By Martina Keller and Markus Grill
Anatoly Korzhak, a pensioner and former engineer, died in Kiev on August 5, 2004. His body was picked up at 2 a.m. and taken to the forensic medicine institute in the Ukrainian capital. That same night, Korzhak's daughter, Lena Krat, received a telephone call and was asked to come to the institute as soon as possible the following morning, where she was told she would receive further information.
But the employee was persistent and eventually gave her a form to sign. He told her that if she consented to skin removal, she would be helping pediatric burn victims who needed transplants. Krat signed the form. "It was as if I had been hypnotized," she says.
But now Krat, a mother of two young girls, has learned from SPIEGEL that the Ukrainian company in question sends the body parts to a German company, Tutogen Medical GmbH, which in turn apparently supplies large numbers of such parts to the American tissue market.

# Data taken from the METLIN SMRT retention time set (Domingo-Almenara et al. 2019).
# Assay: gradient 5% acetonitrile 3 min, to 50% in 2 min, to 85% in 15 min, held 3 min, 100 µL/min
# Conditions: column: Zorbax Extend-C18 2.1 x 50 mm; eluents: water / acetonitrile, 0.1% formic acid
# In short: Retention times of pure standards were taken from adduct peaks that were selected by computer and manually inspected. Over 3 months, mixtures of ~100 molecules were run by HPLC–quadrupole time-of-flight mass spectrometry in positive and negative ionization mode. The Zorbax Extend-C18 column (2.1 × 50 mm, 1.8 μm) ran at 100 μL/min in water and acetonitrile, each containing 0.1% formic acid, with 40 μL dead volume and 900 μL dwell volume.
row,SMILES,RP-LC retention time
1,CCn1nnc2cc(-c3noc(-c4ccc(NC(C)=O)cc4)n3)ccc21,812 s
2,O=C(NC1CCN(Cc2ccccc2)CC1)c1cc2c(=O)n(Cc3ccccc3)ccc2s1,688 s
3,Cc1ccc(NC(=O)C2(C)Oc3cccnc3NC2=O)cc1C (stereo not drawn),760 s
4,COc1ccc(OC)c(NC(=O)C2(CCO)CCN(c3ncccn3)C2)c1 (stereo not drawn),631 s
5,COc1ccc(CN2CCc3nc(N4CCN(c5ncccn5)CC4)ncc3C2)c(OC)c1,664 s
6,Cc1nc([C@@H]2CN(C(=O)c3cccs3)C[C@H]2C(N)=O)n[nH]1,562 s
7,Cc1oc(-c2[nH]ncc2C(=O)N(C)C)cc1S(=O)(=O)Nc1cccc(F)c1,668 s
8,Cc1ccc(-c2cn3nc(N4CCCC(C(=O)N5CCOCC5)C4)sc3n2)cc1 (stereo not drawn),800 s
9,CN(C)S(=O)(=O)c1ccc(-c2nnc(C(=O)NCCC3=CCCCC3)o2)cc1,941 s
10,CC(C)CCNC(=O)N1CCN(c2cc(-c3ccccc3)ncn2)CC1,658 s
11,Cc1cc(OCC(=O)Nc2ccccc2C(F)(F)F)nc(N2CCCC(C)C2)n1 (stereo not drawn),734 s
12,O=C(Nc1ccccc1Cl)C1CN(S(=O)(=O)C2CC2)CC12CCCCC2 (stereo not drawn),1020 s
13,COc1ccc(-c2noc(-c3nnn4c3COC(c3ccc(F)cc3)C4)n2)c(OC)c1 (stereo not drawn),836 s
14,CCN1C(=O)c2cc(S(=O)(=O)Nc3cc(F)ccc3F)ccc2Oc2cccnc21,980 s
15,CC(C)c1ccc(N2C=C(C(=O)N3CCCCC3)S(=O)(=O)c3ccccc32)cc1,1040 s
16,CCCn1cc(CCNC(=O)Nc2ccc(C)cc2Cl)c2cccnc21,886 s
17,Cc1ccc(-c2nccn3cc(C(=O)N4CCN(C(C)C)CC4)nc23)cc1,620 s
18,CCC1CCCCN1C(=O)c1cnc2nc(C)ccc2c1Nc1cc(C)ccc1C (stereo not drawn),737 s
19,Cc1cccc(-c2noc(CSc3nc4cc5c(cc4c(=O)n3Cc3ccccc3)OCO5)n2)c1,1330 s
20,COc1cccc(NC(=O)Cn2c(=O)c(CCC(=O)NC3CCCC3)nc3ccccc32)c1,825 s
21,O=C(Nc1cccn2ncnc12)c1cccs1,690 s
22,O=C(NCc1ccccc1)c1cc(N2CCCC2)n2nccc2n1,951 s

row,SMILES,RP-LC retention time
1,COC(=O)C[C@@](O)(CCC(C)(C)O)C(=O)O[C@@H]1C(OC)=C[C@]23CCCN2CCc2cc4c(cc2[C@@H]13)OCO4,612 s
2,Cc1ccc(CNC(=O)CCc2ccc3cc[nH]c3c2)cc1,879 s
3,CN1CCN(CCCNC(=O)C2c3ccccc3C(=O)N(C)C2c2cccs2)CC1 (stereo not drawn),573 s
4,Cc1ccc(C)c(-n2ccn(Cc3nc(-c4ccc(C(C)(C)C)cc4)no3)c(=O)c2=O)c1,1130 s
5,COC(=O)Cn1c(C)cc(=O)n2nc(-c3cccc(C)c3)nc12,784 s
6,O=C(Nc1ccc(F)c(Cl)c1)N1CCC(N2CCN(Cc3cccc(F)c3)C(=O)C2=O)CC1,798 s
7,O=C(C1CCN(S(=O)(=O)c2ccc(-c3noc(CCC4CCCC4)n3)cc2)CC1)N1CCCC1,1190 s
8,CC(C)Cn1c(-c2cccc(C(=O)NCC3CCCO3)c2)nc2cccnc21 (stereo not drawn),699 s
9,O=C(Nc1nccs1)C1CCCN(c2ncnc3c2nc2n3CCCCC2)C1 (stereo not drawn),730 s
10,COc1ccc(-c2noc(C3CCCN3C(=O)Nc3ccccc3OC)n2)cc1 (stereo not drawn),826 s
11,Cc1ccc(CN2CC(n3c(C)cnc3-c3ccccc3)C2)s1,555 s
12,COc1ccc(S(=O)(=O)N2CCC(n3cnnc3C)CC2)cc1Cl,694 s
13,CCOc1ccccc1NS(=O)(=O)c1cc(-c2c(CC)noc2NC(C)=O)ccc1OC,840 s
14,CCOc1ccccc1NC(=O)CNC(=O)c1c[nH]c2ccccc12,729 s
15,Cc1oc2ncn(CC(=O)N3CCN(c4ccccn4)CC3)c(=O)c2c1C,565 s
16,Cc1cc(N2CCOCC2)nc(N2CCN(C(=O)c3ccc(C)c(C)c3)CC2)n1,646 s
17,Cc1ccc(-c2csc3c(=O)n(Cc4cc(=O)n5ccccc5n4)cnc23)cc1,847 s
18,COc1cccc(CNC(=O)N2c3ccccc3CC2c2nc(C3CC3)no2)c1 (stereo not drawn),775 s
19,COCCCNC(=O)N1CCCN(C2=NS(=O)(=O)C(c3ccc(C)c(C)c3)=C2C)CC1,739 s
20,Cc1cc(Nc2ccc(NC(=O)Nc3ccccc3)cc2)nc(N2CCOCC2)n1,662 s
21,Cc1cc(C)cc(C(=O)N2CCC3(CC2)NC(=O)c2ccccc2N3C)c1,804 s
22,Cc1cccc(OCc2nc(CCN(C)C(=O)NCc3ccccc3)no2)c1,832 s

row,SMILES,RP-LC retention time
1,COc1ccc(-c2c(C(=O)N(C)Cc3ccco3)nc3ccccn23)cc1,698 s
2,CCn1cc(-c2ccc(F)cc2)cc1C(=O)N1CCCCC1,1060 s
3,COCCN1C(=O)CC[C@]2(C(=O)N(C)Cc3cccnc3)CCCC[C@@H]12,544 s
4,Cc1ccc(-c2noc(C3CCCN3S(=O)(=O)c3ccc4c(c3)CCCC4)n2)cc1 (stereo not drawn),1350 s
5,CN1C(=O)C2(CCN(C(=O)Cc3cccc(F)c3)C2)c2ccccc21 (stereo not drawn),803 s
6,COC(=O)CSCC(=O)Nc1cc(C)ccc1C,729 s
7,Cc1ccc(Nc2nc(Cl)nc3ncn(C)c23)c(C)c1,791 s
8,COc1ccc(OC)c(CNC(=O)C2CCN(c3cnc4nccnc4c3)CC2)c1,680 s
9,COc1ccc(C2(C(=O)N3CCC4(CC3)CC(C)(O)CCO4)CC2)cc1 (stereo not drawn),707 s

In addition to strips of skin, tendons, bones and cartilage are removed from the bodies. "This shocks me," says Krat. "If I had known that so much is cut out, I would never have given my consent."
A Lucrative Industry
The incident in the Ukrainian capital is part of the secretive daily routine of a little-known but highly lucrative branch of the medical industry, in which companies use corpses to make medical spare parts. In doing so, they reuse almost everything the human body has to offer: bones, cartilage, tendons, muscle fascia, skin, corneas, pericardial sacs and heart valves. In the jargon of the profession, all of this is referred to as tissue.
Bones and tendons, the parts that interest Tutogen the most, are subjected to complex processing. The company degreases and cleans bones, cuts, saws or mills them into the desired shapes, then sterilizes, packages and sells the finished product in more than 40 countries around the world. With a prescription, it is even possible to order Tutogen's products through online pharmacies.Full story HERE